Vans and the American Society for the Prevention of Cruelty (ASPCA) teamed up on a line of cat shoes! (thanks, Carlo Longino!)
Utrecht neurosurgeons 3D-printed a large section of a skull and implanted it in a 22-year-old woman with a bone disorder. According to the University Medical Centre Utrecht, this is the first time such a large implant has been successful without rejection, so far anyway. After three months, the patient is back at work and, according to the surgeon, "it is almost impossible to see that she's ever had surgery." (Wired.co.uk, thanks Wes Allen!)
Gabriele Galimberti photographed children in 58 countries with their favorite toys. Here is his brand new book of the photographs: "Toy Stories: Photos of Children from Around the World and Their Favorite Things" (via Smithsonian)
Yale University researchers used brain scans to "read" and reconstruct the faces that individuals were picturing in their minds' eye. The scientists ran fMRI scans on six people as they looked at 300 different faces. Those scans enabled the creation of a database of facial features tied to specific brain response patterns. Then the subjects were shown faces they hadn't seen before. Based on the new fMRI data, a computer was able to generate good approximations of the face the subject was viewing.
“It is a form of mind reading,” said Marvin Chun, Yale professor of psychology, cognitive science and neurobiology who led the study.
The research will be published in the science journal NeuroImage, and an uncorrected proof is available here (only the abstract is free).
More in this Yale press release and Los Angeles Times article.
• Brain scans reveal our mind movies?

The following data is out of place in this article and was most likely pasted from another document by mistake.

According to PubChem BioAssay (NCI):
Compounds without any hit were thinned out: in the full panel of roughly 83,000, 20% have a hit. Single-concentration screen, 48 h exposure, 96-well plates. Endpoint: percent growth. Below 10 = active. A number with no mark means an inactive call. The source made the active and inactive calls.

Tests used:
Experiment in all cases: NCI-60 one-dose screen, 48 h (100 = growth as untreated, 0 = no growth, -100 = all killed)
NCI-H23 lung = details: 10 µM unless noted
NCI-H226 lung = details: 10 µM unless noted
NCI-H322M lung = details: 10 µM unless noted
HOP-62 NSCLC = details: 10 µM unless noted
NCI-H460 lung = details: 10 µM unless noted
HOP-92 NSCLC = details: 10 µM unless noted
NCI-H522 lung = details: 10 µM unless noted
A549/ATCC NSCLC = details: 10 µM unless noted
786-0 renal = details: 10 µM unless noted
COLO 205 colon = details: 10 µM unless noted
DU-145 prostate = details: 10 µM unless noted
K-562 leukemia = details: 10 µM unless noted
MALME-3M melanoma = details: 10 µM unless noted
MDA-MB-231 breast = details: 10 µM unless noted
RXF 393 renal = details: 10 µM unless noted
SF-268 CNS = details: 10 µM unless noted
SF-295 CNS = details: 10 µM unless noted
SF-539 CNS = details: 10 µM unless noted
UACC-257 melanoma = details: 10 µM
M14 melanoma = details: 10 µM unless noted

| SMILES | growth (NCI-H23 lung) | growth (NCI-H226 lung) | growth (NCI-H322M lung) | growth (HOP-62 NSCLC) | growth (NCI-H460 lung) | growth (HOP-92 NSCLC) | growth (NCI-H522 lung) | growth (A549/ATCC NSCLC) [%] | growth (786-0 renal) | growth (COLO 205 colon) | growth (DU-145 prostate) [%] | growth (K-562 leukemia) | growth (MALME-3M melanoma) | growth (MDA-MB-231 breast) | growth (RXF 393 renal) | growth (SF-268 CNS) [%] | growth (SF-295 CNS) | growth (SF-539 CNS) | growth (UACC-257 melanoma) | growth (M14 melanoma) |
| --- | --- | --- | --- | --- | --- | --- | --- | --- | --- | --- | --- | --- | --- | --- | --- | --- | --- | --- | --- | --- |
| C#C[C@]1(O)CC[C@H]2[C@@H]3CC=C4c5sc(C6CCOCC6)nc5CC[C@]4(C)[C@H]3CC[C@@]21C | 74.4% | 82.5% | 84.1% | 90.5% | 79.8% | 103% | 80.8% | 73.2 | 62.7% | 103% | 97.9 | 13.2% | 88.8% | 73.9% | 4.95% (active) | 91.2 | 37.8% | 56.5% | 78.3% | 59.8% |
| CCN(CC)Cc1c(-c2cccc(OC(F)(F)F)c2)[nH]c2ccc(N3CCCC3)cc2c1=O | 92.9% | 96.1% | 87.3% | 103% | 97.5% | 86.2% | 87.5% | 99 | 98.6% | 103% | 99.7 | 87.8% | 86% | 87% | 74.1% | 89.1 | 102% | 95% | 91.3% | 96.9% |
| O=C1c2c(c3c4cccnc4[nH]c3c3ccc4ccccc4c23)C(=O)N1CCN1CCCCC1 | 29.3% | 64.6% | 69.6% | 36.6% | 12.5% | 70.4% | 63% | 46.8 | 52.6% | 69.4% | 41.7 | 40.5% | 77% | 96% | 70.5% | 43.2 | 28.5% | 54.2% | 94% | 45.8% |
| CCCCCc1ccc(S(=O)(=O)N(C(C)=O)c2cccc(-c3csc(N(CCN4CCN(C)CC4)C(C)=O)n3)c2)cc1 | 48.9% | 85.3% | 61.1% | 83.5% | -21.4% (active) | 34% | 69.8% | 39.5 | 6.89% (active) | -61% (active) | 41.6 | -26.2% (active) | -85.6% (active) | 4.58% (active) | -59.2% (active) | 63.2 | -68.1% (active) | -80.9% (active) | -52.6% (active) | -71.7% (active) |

From my Instagram feed: In 2010, Italian artist Maurizio Cattelan was commissioned to create a sculpture for the front of Milan's Borsa Italiana, the Italian stock exchange. This was the result, and it's still standing. The 4-meters tall marble sculpture is titled "L.O.V.E." I visited the sculpture on Friday and found it to be quite stately and inspiring.Here is a WSJ article about it. (Thanks, Ferdinando Buscema!)
Photographer Daniel Stoupin created this magical time-lapse video of "slow" marine life. "Microworlds: Slow Life"
On Thursday, I'll be speaking in Milan as part of the long-running "Meet The Media Guru
" lecture series! Here's a teaser:
Have you ever encountered a work of art that in an instant changed your perception of the world? Or watched a magician do something you know is impossible yet just appeared to happen before your very eyes? Can you recall that feeling of awe, inspiration, and wonder? There was a time when science did the same thing, simultaneously sparking our curiosity, our passion, and our intellect. Unfortunately, wonder has fallen by the wayside even as our future depends on inspiring people of all ages to engage with science and technology, to be part of the conversation. Now is the time to cultivate our curiosity and explore the high weirdness at the intersection of science, technology, art, and magic.
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Artist Jordan Wolfson collaborated with animatronics studio Spectral Motion to create this artwork, currently on display at David Zwirner Gallery in New York City. Integrated sensors give the artwork an, er, interactive component. Full credits here. And you can see another clip of it here. (Thanks, Karen Marcelo!)